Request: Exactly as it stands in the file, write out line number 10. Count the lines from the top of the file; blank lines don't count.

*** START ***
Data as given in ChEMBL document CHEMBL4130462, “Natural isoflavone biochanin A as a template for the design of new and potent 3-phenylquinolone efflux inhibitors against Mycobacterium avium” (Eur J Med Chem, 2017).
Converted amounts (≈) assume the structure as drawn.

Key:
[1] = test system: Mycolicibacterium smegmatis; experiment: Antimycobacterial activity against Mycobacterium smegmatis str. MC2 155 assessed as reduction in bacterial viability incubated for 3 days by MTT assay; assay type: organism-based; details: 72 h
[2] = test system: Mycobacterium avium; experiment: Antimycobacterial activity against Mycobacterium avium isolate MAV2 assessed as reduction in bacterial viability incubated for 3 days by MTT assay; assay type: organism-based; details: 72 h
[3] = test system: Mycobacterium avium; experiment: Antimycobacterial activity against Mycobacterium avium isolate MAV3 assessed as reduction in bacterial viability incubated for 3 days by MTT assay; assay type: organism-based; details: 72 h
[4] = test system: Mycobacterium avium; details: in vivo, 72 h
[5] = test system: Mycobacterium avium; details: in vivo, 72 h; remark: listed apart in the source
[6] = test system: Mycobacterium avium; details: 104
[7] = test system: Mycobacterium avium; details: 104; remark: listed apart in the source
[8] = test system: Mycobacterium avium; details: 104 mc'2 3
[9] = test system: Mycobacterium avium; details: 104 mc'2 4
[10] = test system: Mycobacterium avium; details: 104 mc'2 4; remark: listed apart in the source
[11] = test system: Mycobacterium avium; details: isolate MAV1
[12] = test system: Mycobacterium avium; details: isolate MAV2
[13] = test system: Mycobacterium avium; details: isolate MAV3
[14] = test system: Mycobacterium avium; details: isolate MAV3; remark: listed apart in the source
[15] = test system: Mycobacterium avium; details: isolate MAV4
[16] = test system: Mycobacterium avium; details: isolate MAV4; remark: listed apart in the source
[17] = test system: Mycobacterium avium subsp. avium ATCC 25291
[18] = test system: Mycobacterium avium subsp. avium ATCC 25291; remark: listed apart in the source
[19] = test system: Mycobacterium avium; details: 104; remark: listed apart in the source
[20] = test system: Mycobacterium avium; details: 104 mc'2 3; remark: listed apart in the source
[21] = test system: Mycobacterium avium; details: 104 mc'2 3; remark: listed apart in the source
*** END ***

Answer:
[7] = test system: Mycobacterium avium; details: 104; remark: listed apart in the source